Album Review: Amon Amarth – Berserker
There are few metal bands as reliable as Amon Amarth. For more than two decades the Swedish maulers have been throwing out high-quality records, and were they not so humble, they could justifiably make the lofty claim of having never once put a foot wrong. Like Iron Maiden, their Viking themes have given fans an entire world in which to immerse themselves. And, really, what’s more metal than a Viking?
Returning here with their 11th album, the quintet have once more hit the mark, hard. In fact, it’s stronger overall than its predecessor, 2016’s Jomsviking, their first foray into concept album territory. The acoustic intro to opener Fafner’s Gold recalls Metallica’s Battery, pregnant with portent, and once it explodes to life it is an unstoppable beast. You’re unlikely to hear a better full-on metal banger in 2019 than Raven’s Flight, which has everything you could want packed into five-and-a-half thrilling minutes, counterpointed by the slow-burning rumble of The Berserker At Stamford Bridge and the triumphant thrashings of Skoll And Hati.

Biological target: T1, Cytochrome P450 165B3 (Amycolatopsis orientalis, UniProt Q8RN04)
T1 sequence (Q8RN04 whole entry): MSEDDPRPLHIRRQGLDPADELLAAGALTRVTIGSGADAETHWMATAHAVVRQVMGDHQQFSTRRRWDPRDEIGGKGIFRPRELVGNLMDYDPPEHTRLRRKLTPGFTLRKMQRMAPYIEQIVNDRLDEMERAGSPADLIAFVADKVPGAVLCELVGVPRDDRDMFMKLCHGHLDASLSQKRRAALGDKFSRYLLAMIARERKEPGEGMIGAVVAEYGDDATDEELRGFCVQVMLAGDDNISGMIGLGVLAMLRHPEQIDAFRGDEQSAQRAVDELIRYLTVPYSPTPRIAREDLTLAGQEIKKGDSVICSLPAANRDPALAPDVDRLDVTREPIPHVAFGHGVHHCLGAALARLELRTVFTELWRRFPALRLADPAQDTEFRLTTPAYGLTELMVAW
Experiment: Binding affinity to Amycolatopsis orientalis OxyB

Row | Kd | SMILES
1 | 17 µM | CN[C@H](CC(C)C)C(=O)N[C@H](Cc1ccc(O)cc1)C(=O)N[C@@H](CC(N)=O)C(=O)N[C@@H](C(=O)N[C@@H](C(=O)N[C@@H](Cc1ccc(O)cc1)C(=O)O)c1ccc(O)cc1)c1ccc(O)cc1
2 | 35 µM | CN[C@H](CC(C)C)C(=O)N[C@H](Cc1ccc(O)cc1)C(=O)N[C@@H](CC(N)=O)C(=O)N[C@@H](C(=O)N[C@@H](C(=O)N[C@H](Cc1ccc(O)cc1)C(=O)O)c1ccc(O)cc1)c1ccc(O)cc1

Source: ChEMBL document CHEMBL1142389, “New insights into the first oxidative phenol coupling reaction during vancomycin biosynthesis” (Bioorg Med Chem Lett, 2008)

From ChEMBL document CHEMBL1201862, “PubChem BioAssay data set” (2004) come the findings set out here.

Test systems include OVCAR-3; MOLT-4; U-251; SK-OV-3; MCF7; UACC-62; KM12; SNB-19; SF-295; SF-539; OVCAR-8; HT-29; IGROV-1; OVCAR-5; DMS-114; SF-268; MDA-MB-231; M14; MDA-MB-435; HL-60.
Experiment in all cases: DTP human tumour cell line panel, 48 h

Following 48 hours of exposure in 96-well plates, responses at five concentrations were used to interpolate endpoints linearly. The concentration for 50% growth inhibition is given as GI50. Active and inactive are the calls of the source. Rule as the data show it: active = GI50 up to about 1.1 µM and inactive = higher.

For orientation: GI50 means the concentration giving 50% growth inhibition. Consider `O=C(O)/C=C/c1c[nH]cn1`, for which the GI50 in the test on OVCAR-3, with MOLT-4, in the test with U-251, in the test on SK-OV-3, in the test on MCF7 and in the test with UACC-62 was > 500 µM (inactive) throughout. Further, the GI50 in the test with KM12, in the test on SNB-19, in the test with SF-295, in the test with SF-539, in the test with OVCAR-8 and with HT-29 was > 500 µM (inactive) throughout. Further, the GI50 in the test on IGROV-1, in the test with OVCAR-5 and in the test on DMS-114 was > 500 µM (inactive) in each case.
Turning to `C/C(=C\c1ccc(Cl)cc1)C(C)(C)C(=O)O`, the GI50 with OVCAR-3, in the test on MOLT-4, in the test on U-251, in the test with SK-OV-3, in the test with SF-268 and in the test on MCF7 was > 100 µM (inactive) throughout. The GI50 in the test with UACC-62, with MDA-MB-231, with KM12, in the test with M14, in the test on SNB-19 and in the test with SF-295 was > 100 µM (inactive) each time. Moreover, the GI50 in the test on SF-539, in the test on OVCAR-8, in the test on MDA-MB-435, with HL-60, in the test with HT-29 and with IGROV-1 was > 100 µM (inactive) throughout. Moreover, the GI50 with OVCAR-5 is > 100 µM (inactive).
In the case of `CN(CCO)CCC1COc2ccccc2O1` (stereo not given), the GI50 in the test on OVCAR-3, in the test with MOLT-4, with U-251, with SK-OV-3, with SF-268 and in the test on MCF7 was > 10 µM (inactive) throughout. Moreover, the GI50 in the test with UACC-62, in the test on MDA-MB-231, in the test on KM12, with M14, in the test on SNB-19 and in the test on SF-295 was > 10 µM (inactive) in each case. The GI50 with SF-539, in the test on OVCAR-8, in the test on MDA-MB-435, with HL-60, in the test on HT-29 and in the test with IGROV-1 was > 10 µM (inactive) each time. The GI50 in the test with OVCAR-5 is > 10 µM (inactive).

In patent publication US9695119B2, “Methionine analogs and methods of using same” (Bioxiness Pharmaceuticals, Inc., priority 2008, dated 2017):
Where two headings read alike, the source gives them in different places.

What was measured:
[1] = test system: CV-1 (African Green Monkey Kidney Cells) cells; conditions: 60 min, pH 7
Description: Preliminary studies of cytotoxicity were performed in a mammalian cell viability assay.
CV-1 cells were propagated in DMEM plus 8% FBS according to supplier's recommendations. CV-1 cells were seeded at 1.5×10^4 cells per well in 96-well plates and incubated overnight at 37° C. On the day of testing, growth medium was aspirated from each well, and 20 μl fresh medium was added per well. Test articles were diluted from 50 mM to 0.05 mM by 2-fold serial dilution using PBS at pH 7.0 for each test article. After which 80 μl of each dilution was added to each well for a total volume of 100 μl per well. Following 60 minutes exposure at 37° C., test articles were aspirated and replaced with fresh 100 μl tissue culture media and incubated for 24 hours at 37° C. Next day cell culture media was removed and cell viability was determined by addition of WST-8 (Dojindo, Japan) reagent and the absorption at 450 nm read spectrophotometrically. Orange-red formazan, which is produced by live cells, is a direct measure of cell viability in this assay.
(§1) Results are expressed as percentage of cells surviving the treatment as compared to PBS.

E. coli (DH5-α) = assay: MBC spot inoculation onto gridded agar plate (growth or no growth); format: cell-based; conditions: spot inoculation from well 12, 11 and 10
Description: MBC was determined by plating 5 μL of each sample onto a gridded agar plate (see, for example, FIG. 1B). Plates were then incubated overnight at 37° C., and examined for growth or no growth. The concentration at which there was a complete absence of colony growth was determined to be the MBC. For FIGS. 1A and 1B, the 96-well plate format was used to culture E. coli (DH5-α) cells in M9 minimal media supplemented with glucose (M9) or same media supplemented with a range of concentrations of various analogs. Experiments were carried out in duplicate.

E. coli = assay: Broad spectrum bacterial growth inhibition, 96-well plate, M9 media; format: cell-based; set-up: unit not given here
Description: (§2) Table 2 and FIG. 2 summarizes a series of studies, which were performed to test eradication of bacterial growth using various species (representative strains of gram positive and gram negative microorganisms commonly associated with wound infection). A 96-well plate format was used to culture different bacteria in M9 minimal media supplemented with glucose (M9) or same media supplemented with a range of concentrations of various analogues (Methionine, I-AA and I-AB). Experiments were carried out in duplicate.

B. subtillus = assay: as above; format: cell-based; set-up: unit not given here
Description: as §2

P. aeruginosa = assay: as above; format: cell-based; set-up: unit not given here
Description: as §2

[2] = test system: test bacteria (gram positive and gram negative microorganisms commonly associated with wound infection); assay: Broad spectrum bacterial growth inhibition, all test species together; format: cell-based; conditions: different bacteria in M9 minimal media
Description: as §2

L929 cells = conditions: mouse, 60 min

There are notably a couple of tracks that could be considered more rock than outright bearded heavy metal mania, and that is no bad thing. Mjölner, Hammer Of Thor is the first of these, a massively catchy anthem with its twin-guitar attack that even brings Thin Lizzy to mind in places, while the jaunty When Once Again We Can Set Our Sails also boasts a gorgeous swirling guitar break straight from the ‘70s.
Rather than follow the concept course a second time, vocalist Johan Hegg here draws inspiration from numerous sources, most of them as usual steeped in mythology. Unsurprisingly, given their previous output and the record’s title, war is the most recurrent theme. This is perhaps most notable on the fantastically titled The Berserker At Stamford Bridge, which documents a lone Viking’s stand against 15,000 Saxons, but Shield Wall and Crack The Sky defiantly deliver too. Ironside and brooding closer Into The Dark, meanwhile, walk their own lyrical paths and conjure up vivid imagery in the process.
Already used to having their name mentioned in the same breath as the likes of Slayer, Mastodon and Lamb Of God as genuine metal giants, hopefully Berserker will be the record that sees Amon Amarth ascend to even greater heights and start headlining the arenas their titanic sound could so easily fill. It’s maybe not the finest release of their storied career, but then trying to decide which one deserves that title is a fool’s errand. Judged solely on its own merits, it stands out as a solid record deserving, and occasionally whipping out a sword and demanding, the attention of metal fans from here to Valhalla.
Amon Amarth return to the UK this winter with Arch Enemy and Hypocrisy
Can we make it any more obvious?